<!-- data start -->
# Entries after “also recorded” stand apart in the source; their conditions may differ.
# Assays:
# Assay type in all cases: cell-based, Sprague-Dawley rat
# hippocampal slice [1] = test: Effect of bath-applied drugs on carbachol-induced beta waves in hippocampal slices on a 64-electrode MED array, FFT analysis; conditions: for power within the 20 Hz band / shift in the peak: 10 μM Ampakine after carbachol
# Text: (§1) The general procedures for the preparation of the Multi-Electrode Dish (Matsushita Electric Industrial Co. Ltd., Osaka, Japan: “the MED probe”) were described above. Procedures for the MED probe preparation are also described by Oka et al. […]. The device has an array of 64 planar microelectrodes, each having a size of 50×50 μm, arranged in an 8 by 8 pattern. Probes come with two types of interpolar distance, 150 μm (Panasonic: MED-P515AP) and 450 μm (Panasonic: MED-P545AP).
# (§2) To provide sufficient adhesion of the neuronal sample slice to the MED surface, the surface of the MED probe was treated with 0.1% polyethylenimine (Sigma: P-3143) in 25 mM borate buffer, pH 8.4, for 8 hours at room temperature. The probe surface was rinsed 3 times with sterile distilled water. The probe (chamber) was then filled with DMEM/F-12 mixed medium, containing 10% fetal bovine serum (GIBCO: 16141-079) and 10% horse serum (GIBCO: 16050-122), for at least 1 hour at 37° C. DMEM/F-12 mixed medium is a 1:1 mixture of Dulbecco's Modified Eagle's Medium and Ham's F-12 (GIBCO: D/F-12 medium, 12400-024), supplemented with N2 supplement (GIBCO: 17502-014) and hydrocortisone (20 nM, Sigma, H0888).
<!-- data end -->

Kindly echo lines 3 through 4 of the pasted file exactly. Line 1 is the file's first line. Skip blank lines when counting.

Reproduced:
# Assay type in all cases: cell-based, Sprague-Dawley rat
# hippocampal slice [1] = test: Effect of bath-applied drugs on carbachol-induced beta waves in hippocampal slices on a 64-electrode MED array, FFT analysis; conditions: for power within the 20 Hz band / shift in the peak: 10 μM Ampakine after carbachol